Lancaster, St John's Church
Lancaster, St John's Church
A mid-Georgian town church built as a chapel of ease to Lancaster's Priory Church. St John's was built in 1754 of sandstone, with the addition of a tower and spire in 1784. The church was built at a time of great prosperity for Lancaster; trade through the port was increasing, and the population was booming.
St John's is a good example of a Georgian town church. It is composed of a five-bay nave, small chancel with apse, small Victorian south porch, and west tower. Round-headed windos are used throughout, and the design is very homogenous - and blessedly unaltered by subsequent renovations.

The tower is the most striking feature; this was built by Thomas Harrison and comprises three square lower sections rising to an octagonal rotunda in classical style, topped by a small dome and short Gothic spire.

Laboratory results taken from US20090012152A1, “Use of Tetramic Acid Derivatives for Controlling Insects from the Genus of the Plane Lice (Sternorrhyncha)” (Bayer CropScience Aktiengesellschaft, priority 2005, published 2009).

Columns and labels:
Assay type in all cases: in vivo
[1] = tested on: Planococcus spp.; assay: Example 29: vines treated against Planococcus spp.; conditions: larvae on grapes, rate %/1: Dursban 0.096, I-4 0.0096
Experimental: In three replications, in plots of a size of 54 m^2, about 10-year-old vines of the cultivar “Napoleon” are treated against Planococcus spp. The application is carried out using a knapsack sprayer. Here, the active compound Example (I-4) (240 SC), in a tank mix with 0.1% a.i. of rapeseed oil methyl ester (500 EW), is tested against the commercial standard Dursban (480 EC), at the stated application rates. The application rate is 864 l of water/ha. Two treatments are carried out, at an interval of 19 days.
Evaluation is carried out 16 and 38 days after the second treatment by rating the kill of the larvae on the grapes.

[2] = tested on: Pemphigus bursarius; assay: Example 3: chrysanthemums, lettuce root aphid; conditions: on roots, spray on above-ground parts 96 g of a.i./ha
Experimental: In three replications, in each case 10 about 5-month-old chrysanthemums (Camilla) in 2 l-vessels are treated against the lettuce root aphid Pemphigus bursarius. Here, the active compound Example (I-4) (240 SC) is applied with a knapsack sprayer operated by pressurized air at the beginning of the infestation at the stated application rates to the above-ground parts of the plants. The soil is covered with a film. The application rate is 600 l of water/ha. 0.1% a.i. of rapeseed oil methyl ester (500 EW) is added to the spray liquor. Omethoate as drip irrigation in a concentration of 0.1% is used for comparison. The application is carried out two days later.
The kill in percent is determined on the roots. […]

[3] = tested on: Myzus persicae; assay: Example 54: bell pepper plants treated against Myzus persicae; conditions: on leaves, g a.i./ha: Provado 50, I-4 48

The interior is spacious and open, with galleries on three sides overlooking the nave, which is full of the box pews so beloved of Georgian church architects. The pews each have a number plate, as they would have been rented to church parishioners. The nave must originally have held a three-decker pulpit of carved wood, but this has been replaced with a Victorian wrought-iron pulpit. There is also some very nice Victorian stained glass.

St John's is no longer in regular use and is in the care of the Churches Conservation Trust. Please check the Trust website for current opening details.